When the subcontractor defaulted, Davis requested that FTJ not ship further materials and, again, assured FTJ that there were funds available to pay FTJ on past due amounts. FTJ did not file a lien, in part, because of its confidence that Davis would satisfy its subcontractor’s debts. However, after terminating the subcontractor, Davis incurred additional costs to complete the subcontractor’s work and informed FTJ that Davis could only pay a fraction of the past due invoices. FTJ filed suit, and, after finding the joint check agreement void for lack of consideration, the trial court ruled in FTJ’s favor on its claim for unjust enrichment.

On appeal, Davis argued the trial court decision should be overturned based on the following:

  1. The joint check agreement was valid, and the existence of a contract covering the subject matter of a dispute precluded recovery for unjust enrichment.
  2. The unjust enrichment claim should be barred because it forced Davis to pay for the same goods twice, first, under the subcontract and, again, under the court’s judgment.
  3. Because the joint check agreement required Davis to make payments only when Davis actually owed money to the subcontractor, and no such payments were actually owed, FTJ failed to satisfy one of the key elements of an unjust enrichment claim — that a defendant must reasonably have expected to repay the plaintiff for the benefit conferred.

The Virginia Supreme Court rejected each of these arguments finding:

  1. The existence of the joint check agreement, even if valid, did not foreclose recovery under a theory of unjust enrichment, where the benefit conferred was outside the scope of that agreement. The court concluded the joint check agreement governed the parties’ interactions only as to the form of payment, and, thus, FTJ’s claim regarding nonpayment of delivered materials fell outside the plain terms of the joint check agreement. The court also reasoned that Davis’ repeated assurances that it would pay FTJ for materials after the subcontractor fell behind on payment created separate expectations regarding payment outside the confines of the joint check agreement.
  2. Davis was not being asked to pay twice for the same goods because the dispute with FTJ involved payment for specific supplies and not the overall cost of the project. The evidence established that Davis did not pay for the delivered materials, Davis used the materials, and, absent those materials, Davis would have had to procure replacement supplies elsewhere, so, the court reasoned, Davis was only being required to pay once for those materials.
  3. The language in the joint check agreement limiting Davis’s obligation to payment for amounts actually owed to the subcontractor was undone by Davis’s course of conduct in repeatedly assuring FTJ of payment to induce further delivery of materials. Based on that course of conduct, the trial court could plausibly conclude that Davis expected to pay for the drywall delivered by FTJ.

In upholding the trial court’s decision, the Virginia Supreme Court emphasized the narrowness of its holding as to the specific facts at issue. The court appeared particularly troubled by Davis’s intrusion into the subcontract-supplier relationship by providing repeated promises of payment to encourage FTJ’s continued performance. The opinion also includes a lengthy dissent criticizing a number of legal positions staked out by the majority.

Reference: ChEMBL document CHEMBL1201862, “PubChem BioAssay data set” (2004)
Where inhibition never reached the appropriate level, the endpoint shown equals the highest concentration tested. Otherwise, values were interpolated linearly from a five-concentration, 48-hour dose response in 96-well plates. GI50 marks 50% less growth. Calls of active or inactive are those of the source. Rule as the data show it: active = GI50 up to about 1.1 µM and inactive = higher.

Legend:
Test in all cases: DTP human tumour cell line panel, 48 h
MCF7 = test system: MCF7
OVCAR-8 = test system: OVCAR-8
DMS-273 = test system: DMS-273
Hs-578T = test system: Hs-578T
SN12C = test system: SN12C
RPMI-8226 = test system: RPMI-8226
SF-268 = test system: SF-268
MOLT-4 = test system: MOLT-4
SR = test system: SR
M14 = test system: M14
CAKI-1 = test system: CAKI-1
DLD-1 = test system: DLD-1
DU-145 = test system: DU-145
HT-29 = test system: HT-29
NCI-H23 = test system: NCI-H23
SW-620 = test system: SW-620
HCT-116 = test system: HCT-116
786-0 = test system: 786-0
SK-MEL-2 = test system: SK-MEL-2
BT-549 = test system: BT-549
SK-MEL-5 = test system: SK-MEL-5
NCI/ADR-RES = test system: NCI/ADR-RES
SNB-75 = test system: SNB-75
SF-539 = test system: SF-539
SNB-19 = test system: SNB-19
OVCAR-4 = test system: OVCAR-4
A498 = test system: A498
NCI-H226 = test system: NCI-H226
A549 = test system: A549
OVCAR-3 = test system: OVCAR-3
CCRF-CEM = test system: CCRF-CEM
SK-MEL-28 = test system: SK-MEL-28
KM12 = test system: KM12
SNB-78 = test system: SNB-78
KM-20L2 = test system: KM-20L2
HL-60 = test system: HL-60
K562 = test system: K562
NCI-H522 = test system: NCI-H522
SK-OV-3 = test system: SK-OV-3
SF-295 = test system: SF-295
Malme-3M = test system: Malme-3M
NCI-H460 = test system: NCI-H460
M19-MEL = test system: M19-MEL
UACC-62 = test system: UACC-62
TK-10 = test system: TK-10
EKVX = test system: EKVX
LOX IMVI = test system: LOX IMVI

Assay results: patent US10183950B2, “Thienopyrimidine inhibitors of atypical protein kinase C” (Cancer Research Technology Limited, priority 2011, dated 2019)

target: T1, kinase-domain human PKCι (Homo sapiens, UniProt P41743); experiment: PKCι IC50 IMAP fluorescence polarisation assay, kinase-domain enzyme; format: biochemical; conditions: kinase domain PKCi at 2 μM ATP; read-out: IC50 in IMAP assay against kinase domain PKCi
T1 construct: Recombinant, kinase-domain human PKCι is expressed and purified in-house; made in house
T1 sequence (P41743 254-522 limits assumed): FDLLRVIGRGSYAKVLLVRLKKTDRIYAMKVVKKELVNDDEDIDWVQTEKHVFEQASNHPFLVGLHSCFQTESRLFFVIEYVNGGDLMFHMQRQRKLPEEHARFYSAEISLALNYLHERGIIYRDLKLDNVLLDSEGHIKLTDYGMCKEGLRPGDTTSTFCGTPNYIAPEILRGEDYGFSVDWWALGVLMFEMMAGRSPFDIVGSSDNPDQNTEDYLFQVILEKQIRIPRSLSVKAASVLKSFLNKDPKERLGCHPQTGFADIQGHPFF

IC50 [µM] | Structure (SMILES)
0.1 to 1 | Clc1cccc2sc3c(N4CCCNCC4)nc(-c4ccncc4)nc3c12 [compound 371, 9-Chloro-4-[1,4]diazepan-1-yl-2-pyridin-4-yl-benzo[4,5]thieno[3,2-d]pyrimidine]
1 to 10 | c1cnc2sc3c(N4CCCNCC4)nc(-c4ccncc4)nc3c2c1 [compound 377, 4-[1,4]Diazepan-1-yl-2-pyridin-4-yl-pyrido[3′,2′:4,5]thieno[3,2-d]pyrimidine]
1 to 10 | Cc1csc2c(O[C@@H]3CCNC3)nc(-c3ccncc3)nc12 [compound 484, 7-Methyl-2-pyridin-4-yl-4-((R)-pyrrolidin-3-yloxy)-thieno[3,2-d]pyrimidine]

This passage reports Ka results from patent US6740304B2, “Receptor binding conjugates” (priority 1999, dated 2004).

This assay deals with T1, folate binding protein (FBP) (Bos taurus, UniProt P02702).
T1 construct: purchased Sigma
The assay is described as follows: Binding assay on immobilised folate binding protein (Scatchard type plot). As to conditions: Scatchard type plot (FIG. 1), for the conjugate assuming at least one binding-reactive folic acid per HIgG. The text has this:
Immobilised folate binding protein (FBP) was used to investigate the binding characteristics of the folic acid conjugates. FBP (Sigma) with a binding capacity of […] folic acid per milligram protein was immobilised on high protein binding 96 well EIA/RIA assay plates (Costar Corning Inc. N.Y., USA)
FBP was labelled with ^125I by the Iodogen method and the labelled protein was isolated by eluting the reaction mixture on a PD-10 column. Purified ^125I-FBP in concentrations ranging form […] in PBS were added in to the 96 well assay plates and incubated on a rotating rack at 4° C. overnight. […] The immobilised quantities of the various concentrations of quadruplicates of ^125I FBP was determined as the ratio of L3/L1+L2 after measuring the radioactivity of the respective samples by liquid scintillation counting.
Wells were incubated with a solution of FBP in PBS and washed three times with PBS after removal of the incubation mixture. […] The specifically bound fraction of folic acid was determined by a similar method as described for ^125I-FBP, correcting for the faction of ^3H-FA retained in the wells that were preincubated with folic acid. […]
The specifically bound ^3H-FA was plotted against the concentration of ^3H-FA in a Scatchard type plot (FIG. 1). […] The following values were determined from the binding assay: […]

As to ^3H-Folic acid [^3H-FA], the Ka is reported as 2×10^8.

What lessons can be learned from this decision?

Under these circumstances, any broad takeaways or lessons from the court’s ruling are limited. The decision creates as many questions as it answers.  For example, progress billings often do not itemize expenditures from individual suppliers, but the court’s decision suggests a contractor will not be able to rely on progress payments to demonstrate payment of suppliers whose work should have been incorporated into the work during the applicable pay period.  How, then, can a contractor be expected to avoid double payment for work when sub-subcontractor raises a claim for unjust enrichment?

Regardless, contractors should be mindful of the court’s approach in Davis. Strong legal arguments will not always be enough to overcome certain factual scenarios, and the reverse may also be true. The dispute in Davis was only over $160,000, and after extensive and expensive litigation, the court found the contractor responsible for the full amount. To avoid unfortunate and unpredictable results like the decision in Davis, it is important to spend time evaluating claims on the front end and exploring reasonable commercial resolutions to any dispute.

No Duty to Defend If No Fortuity and No Occurrence

Larry P. Schiffer | Insurance and Reinsurance Disputes Blog

So after just blogging about how tough it is to avoid the duty to defend, the Seventh Circuit issues an opinion concluding that where the underlying allegations lack fortuity and there is no occurrence, there is no obligation for the insurance company to defend.

In Lexington Insurance Co. v. Chicago Flameproof & Wood Specialties Corp., No. 19-1062 (7th Cir. Feb. 27, 2020), a lumber supplier was sued by a commercial contractor that ordered fire retardant and treated lumber (FRT lumber) required by the projects’ architects for several construction projects. The FRT lumber was required to meet the standards of the International Building Code (IBC). The allegations in the underlying suit are that the supplier purposely substituted uncertified lumber that did not meet the IBC standards, was not properly labeled, even though the purchase order was for a specific brand that met the IBC standards.